January 20, 2008
The Star-Ledger quotes Partner Richard Donovan in an article titled "Are the Chocolate Prices Fixed?"
The article addresses recent investigations conducted by the Canadian Competition Bureau, an agency similar to the U.S. Justice Department's Antitrust Division, into allegations that leading chocolate companies engaged in a secret, high-level, price fixing conspiracy to elevate the price of conventional chocolates.
Analysts note the market share of regular chocolates has declined with the expansion of premium and gourmet chocolates. The U.S. Department of Justice is also looking into the pricing practices in the U.S. chocolate industry and nine class action lawsuits have been filed in federal court in New Jersey.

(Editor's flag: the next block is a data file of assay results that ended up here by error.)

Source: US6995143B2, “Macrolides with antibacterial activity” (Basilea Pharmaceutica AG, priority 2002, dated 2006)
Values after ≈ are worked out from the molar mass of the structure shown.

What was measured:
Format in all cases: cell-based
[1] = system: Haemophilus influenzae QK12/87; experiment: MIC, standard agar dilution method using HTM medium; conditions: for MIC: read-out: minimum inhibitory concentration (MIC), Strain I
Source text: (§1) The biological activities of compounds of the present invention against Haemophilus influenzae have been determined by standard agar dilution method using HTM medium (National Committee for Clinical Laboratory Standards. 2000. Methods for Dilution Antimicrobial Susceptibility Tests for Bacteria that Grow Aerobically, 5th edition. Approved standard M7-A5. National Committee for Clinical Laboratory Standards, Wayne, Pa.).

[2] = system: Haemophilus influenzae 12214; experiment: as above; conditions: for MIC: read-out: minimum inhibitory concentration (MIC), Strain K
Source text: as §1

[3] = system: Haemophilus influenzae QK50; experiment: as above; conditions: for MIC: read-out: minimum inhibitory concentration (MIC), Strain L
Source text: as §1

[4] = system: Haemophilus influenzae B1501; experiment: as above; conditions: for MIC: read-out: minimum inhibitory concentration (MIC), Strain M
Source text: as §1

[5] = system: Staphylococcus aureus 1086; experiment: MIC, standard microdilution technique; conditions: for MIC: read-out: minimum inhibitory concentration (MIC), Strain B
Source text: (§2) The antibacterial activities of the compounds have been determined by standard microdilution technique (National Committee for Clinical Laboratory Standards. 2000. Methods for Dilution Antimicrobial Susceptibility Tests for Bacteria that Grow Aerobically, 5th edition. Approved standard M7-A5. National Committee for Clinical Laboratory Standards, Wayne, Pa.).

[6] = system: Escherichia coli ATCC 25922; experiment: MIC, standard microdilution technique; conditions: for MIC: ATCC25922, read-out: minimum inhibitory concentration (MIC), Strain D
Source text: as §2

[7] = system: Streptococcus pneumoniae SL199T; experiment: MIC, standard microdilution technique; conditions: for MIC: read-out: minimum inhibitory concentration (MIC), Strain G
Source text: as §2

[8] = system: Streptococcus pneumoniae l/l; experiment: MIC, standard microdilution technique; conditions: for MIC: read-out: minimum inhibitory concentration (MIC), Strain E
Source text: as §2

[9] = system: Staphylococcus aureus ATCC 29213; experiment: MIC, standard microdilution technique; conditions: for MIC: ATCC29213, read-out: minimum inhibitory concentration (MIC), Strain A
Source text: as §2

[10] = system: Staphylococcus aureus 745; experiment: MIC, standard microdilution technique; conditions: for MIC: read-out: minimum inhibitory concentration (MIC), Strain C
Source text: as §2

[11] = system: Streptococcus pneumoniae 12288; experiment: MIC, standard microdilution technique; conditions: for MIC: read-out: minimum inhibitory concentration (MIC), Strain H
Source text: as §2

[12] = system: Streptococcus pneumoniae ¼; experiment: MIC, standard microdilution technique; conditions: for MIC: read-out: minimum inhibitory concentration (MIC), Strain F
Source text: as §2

The article notes that chocolate is a $74 billion industry, and that three years ago in Canada, a limited number of companies, Hershey, Mars, Nestle and Cadbury Schweppes shared nearly 98 percent of the market.
The article states, "Companies the size of Hershey and Mars undoubtedly have compliance departments that presumably instructed employees about what they can and can't do, said Richard Donovan, co-chairman of the antitrust group at the law firm Kelley Drye & Warren in New York."
"'Usually, talking with competitors about price fixing is at the top of the list of things you don't do,' Donovan said."